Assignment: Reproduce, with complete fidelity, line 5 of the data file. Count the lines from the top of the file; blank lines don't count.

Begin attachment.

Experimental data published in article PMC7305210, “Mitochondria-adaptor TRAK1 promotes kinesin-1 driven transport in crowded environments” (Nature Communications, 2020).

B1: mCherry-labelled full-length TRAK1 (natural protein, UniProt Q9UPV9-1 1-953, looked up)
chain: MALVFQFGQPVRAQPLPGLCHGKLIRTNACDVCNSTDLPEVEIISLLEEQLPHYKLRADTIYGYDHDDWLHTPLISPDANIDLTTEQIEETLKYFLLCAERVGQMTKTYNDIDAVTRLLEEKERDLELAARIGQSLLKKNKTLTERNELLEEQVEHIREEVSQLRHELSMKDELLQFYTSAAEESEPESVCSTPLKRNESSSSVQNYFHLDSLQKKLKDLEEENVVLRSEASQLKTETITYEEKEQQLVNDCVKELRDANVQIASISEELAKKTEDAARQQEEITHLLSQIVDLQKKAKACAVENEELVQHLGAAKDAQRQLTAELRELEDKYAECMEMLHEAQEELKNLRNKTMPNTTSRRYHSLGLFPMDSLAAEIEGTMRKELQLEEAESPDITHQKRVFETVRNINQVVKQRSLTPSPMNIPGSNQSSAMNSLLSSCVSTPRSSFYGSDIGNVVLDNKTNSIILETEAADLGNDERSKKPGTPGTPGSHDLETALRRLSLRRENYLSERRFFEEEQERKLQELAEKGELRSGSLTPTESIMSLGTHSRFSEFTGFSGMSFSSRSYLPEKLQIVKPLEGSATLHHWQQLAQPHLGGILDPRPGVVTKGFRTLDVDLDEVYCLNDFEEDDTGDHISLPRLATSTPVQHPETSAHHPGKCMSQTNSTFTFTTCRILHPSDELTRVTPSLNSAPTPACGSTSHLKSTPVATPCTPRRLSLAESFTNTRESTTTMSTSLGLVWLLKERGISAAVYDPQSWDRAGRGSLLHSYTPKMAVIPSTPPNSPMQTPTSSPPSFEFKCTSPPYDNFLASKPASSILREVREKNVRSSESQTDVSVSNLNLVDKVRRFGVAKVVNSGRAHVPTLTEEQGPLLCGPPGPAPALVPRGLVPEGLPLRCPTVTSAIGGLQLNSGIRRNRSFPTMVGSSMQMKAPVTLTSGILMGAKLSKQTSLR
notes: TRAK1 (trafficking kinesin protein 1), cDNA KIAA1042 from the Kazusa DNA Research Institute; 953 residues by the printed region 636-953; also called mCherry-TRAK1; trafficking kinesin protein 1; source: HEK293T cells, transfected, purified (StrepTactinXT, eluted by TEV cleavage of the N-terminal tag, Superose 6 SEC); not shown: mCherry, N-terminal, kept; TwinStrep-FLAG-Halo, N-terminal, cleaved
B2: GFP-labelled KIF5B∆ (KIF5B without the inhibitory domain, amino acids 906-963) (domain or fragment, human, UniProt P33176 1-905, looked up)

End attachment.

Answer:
B2: GFP-labelled KIF5B∆ (KIF5B without the inhibitory domain, amino acids 906-963) (domain or fragment, human, UniProt P33176 1-905, looked up)